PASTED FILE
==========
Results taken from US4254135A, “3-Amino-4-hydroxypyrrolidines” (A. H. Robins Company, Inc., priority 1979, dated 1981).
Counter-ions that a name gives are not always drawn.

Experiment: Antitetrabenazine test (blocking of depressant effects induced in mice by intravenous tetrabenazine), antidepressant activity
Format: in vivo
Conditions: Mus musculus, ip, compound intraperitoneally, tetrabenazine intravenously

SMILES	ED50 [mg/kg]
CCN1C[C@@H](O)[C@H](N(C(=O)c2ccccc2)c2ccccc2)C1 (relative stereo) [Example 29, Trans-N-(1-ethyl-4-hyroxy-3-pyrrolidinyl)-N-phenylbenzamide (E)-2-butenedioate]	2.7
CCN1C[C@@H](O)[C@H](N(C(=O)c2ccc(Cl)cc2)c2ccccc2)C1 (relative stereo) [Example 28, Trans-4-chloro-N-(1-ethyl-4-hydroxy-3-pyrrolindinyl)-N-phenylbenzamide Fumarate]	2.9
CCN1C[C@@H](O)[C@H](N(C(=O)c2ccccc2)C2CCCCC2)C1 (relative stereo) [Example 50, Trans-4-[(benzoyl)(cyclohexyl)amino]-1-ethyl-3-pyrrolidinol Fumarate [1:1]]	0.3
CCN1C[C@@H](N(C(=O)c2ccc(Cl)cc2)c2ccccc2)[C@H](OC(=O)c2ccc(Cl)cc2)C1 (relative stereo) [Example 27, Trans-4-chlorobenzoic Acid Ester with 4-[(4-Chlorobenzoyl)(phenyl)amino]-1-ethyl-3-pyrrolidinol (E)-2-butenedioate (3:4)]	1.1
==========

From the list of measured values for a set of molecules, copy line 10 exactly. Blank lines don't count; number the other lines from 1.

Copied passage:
CCN1C[C@@H](N(C(=O)c2ccc(Cl)cc2)c2ccccc2)[C@H](OC(=O)c2ccc(Cl)cc2)C1 (relative stereo) [Example 27, Trans-4-chlorobenzoic Acid Ester with 4-[(4-Chlorobenzoyl)(phenyl)amino]-1-ethyl-3-pyrrolidinol (E)-2-butenedioate (3:4)]	1.1